Two suicide bombers have struck the Russian city of Volgograd in the last two days, leaving more than 30 people dead. But these terrorist attacks aren't isolated incidents — they have roots that go back to battles fought 200 years ago.
Expectations are pretty low for this week's Syria peace talks in Geneva. It will the first time that government and opposition representatives actually meet since the civil war began almost three years ago. But a third major player in the conflict will be missing: the Al-Qaeda-affiliated rebel group that controls much of north-east Syria. Most of its fighters are foreign. Here's the story of one Syrian man who has been forced into exile by the very men he once helped bring into his country.
Chechen terrorism has been mostly targeted against Russia. But a year ago in Spain two Chechens and a Turk were arrested for allegedly plotting to attack Gibraltar during the London Summer Olympics. With bombs dropped from paragliders.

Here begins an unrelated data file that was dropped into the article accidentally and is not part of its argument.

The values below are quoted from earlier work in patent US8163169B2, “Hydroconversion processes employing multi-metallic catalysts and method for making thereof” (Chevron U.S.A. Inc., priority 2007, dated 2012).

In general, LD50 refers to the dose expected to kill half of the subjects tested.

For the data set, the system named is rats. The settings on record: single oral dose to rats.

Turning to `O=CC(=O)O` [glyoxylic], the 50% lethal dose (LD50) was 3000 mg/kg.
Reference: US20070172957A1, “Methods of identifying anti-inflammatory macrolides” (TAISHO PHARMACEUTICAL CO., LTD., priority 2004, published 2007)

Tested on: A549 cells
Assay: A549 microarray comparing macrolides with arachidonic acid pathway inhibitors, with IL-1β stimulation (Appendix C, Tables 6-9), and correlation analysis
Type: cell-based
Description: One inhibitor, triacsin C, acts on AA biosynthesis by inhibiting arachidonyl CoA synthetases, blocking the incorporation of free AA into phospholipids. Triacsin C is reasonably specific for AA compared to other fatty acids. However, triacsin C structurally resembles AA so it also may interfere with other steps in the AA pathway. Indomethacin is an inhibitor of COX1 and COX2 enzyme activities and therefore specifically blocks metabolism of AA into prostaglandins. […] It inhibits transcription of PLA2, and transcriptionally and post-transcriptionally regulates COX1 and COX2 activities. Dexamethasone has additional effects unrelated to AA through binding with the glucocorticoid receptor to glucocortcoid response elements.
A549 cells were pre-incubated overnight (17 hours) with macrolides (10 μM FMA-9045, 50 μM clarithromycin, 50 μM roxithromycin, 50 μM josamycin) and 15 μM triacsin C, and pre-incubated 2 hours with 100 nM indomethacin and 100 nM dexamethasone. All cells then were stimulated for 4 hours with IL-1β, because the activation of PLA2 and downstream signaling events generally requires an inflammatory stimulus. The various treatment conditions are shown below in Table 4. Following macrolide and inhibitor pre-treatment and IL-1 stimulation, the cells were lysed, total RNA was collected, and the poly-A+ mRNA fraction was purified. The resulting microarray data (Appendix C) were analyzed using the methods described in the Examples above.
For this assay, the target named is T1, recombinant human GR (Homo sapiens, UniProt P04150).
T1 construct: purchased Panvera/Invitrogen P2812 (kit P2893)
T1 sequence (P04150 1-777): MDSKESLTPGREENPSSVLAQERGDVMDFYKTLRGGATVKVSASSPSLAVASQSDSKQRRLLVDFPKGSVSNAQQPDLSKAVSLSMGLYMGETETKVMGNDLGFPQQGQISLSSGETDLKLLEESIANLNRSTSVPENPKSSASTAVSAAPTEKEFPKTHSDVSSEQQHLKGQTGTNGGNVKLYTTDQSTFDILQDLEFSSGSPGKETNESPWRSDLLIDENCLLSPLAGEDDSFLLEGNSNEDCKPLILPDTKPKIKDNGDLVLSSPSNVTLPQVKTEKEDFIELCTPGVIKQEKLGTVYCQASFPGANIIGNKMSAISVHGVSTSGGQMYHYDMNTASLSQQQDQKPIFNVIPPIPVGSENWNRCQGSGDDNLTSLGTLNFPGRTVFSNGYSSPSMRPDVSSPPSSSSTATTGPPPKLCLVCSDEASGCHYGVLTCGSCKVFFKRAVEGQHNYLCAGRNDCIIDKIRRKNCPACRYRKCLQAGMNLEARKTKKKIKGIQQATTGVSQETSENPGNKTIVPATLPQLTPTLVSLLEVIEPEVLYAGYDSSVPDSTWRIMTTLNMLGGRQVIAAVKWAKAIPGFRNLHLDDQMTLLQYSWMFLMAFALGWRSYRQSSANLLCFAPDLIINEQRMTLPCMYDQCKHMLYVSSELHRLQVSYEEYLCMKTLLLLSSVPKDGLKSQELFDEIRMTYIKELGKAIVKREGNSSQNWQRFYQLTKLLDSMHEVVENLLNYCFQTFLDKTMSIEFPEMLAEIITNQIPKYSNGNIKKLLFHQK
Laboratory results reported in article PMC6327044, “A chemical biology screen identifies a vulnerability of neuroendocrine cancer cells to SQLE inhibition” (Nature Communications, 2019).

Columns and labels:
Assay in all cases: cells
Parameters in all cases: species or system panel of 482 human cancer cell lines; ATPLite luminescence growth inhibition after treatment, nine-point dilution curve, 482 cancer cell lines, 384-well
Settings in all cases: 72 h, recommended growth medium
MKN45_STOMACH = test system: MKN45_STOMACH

Brian Glyn Williams teaches Chechen history at the University of Massachusetts at Dartmouth. That's the same college attended by Dzhokhar Tsarnaev. Williams had brief contact with him, when Tsarnaev was a high school student.
The Boston Marathon bombings investigation has focused a big spotlight on Chechnya. The two suspects' family -- the Tsarnaevs -- have Chechen roots. Journalist Nathan Thornburgh blogs about the need to consider another side of Chechnya.
Muslim rebels in Thailand have been battling Buddhist government forces for four years, and the government admitted today that it's far from winning, and suggested that the rebels may be getting support from al-Qaeda